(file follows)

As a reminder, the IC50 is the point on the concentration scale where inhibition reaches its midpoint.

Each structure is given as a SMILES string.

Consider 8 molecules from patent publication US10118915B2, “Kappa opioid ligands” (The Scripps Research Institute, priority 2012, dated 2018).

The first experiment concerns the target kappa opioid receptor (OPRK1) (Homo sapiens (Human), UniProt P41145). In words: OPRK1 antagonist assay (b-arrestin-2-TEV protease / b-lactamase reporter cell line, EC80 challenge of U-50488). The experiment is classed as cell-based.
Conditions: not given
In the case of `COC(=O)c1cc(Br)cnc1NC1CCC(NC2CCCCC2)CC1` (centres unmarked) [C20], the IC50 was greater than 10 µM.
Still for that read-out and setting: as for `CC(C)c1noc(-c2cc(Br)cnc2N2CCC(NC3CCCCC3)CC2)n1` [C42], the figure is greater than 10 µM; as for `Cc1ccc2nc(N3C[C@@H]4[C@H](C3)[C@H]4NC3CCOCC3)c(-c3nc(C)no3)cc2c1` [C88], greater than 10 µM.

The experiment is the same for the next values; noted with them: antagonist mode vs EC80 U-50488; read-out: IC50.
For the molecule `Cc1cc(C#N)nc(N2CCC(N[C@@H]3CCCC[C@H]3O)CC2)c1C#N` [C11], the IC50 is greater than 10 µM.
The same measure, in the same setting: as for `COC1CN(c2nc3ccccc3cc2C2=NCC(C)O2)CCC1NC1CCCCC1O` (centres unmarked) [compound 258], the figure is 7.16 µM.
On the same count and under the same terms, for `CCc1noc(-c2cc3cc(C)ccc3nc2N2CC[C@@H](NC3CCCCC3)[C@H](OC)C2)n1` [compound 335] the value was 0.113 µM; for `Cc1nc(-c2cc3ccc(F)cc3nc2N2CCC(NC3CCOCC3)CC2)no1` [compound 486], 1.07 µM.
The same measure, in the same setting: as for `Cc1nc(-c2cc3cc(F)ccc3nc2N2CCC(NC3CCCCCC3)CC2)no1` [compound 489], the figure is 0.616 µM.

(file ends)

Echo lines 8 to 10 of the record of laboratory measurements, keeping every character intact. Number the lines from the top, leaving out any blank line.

The experiment is the same for the next values; noted with them: antagonist mode vs EC80 U-50488; read-out: IC50.
For the molecule `Cc1cc(C#N)nc(N2CCC(N[C@@H]3CCCC[C@H]3O)CC2)c1C#N` [C11], the IC50 is greater than 10 µM.
The same measure, in the same setting: as for `COC1CN(c2nc3ccccc3cc2C2=NCC(C)O2)CCC1NC1CCCCC1O` (centres unmarked) [compound 258], the figure is 7.16 µM.